Blazoned days LO23971

Date: 02/13/00

Dear learners,

IT is morning!

THIS morning I let my terrier 'Bucket' TAKE ME for a walk.

So we went on TWO walks : - )

The sun streamed over the fields and touched the side of my face. For the
first time this year at near dawn the sun is warming the side of my face.

Now, was I reaching for the warmth or was it reaching for me?

Varela, Maturana, de Lange and 'Bucket'...good company as I perambulate...

 - ' From this the poem springs: that we live in a place That is not our
own and, much more, not ourselves And hard it is in spite of blazoned
days.' (Stevens)

'Bucket' means in Malay'- 'Small Mountain' -, something that I discovered
AFTER I named him.

Words from an exhibition of mind, - ' the circling of the blackness
encompasses both the background and foreground of the poem, as the two
shift into each other (there is) all the appalling strength of remembering
and foreseeing...'

 - ' I saw how the night came,
Came striding like the colour of the heavy hemlocks
I felt afraid.
And I remembered the cry of the Peacocks.'
('Bach's "Musical Offering" a dark slide downward - from a diminished
seventh interval to a descending chromatic sequence.')

Thoughts as fragments, 'like so many candles lighting the way to something

But night and its sister dark are by nature OPEN, creating room.

To the night we bring day, round and around.

Life, a mere insomniac interval?

Night layers itself; it is to night that we return as day discloses,
nameless, numberless.



'We are all children of torn Gods-' I once wrote in a thesis, somewhere,
sometime, and someplace.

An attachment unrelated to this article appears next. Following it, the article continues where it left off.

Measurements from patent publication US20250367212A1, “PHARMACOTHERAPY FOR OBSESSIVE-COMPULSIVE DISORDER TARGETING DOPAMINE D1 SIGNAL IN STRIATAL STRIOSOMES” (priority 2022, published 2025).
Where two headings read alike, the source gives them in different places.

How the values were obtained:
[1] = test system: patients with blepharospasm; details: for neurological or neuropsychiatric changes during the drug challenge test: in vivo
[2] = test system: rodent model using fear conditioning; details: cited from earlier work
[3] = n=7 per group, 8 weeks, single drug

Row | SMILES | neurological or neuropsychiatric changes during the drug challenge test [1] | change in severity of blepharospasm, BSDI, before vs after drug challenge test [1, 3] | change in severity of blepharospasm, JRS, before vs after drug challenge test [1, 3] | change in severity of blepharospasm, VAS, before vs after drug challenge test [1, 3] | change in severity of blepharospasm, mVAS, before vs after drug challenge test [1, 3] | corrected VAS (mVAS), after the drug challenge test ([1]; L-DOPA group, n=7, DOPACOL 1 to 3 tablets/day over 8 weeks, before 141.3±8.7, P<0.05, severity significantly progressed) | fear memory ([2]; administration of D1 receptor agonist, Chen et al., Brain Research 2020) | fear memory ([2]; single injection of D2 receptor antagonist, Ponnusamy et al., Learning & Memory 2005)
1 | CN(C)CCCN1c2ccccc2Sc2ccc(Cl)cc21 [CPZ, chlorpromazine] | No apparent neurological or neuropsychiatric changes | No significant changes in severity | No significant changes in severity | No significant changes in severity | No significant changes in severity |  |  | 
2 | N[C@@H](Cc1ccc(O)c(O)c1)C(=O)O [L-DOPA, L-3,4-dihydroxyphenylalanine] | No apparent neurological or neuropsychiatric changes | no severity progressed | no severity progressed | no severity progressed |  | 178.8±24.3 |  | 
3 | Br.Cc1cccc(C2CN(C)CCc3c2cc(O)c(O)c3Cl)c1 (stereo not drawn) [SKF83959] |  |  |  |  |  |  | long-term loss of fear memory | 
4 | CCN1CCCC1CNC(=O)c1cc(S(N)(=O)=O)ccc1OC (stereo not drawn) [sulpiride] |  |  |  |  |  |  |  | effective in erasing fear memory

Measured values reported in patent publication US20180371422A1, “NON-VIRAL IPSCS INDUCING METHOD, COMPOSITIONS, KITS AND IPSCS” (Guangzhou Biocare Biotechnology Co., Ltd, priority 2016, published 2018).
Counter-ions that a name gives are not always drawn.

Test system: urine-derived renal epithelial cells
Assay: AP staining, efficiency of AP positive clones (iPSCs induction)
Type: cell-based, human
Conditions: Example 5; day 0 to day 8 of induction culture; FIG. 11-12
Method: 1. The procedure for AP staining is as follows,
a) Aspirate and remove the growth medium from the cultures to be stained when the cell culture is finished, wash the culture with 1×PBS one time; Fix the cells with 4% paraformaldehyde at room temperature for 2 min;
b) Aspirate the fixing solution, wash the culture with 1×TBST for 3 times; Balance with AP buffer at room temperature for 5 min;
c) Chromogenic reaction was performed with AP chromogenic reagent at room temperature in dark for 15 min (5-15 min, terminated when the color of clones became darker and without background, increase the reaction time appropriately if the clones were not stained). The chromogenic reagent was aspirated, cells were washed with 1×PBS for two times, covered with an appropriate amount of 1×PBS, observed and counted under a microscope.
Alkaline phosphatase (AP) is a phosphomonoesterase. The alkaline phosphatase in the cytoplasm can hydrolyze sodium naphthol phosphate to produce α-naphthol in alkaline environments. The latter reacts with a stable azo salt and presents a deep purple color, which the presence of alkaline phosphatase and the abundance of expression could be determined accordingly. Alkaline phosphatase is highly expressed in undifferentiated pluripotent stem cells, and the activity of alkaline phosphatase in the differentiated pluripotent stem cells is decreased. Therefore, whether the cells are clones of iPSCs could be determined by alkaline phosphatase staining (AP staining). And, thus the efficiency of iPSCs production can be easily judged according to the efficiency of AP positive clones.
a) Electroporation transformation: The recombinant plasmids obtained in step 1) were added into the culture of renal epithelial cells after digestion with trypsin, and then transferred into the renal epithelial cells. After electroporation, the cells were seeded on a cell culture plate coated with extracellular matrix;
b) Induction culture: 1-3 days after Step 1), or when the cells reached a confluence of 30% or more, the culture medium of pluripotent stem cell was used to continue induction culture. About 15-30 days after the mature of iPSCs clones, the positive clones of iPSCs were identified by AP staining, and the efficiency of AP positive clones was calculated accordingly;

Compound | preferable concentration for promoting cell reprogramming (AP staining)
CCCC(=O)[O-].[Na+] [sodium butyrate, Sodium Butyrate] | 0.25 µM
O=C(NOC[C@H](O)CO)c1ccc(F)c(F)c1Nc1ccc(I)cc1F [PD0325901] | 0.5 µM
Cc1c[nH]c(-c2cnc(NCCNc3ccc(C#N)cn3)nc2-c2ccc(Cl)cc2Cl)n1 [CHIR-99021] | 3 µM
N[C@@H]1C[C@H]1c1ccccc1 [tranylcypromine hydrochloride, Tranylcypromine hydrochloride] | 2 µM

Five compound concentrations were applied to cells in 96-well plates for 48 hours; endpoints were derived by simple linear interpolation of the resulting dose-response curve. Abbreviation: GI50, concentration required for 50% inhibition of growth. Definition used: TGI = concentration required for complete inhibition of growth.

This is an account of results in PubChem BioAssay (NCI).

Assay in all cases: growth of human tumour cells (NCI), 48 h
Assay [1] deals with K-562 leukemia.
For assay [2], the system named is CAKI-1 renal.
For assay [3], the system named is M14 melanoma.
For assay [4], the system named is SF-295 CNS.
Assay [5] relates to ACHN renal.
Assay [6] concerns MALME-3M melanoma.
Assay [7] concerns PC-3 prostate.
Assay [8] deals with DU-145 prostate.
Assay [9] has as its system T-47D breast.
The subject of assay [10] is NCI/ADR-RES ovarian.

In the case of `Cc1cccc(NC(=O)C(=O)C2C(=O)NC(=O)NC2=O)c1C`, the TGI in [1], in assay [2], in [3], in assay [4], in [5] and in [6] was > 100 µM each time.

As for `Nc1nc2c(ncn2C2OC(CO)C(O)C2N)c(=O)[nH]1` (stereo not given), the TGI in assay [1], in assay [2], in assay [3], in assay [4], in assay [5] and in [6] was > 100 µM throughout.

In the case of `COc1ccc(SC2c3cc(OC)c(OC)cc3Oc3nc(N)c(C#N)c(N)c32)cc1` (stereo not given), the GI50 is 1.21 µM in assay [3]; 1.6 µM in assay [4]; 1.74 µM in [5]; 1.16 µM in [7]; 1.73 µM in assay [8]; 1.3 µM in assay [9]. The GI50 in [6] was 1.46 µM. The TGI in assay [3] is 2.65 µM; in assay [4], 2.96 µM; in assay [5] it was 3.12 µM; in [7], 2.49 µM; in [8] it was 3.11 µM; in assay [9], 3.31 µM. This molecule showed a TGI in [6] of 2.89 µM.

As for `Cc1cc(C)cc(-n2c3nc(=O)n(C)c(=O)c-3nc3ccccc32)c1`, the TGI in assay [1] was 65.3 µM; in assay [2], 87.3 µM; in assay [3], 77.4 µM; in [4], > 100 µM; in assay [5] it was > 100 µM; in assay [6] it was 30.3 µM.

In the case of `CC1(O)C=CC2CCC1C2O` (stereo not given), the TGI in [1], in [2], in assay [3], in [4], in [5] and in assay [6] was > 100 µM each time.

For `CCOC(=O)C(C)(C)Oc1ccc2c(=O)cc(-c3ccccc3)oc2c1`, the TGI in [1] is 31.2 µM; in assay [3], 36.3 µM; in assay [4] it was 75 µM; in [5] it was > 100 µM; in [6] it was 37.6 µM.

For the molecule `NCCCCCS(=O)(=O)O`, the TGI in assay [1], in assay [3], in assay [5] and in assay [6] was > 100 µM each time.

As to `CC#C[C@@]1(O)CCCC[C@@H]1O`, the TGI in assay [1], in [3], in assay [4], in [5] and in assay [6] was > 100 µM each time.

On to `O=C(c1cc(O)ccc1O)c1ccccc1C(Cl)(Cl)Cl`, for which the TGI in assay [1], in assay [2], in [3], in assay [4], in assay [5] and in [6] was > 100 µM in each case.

In a radio interview an artist who saw deeply into nature was asked, ' Why do
you paint even old people naked?'
'But I don't!'
It was true, he didn't!
Mmm. What was being seen that was not disclosed (disclothed?)

Sometimes I think I see 'traces' of what 'was', what 'is' and what might

Nature and paintings can do this to one.

'The lastingness of anything/everything'
There may be splendor in bareness, more so as we learn to celebrate our souls.

My grandmother used to sit me on her knee and tell me stories read from a
book. The book was small, but the stories everlasting^how so? 'Granny, tell
me that story again, Please!' 'Alright, just once more^'

Years later I sat on the knee of the great Doctor of Vienna and as he 'rocked
me to sleep' he taught me all about 'repetitions' and 'compulsions', and how
as little children we learn how to embrade our love into death, our light
into dark. Something is gently patiently disclosed there, BOTH/AND.

Blinding light as binding light. In/SIGHT

A monk sat at the monastery in Rila, Bulgaria for thirteen years in a dark
cell carving with a pin into a piece of limewood scenes from the bible
until after twelve years he went completely blind. A strange 'form' of


Repetition as gesture strikes deeply. Deep can be fragile. Ritual.

We do not last; our thoughts may when we make of them 'gestures'.

To utter a syllable is such a gesture, to tap one word on the keyboard.

A reaching kiss upon the child's forehead is another.

It speaks of a baptismal moment.

Upon the death of an artist/philosopher and poet^'- Black Refracts Heat
- (they, the pictures) refract a kind of warmth, holding on to the courage
of the gesture itself, through all the strains it occasions, remembers and
embodies. To read (them) in series- is to read, now, a life and not just
death that resolved it. -^To be left open, layers here are to be read
THROUGH each other, we read through fragile shapes, papery and torn^but
they have the texture of stone, and they will hold. I read it as great
poetry, ongoing. Emblematic of the whole idea (of series) itself, as the
SENTENCE read against us and that we read, never closing it, never bowing
to it, simply and superbly using it, too, as a MATTER of art, thought and

I sometimes think I see some light, glimpsed in the lastingness of our

Outside in the eucalyptus tree doves wings flap against a blue sky!


Best wishes,

Andrew Campbell.


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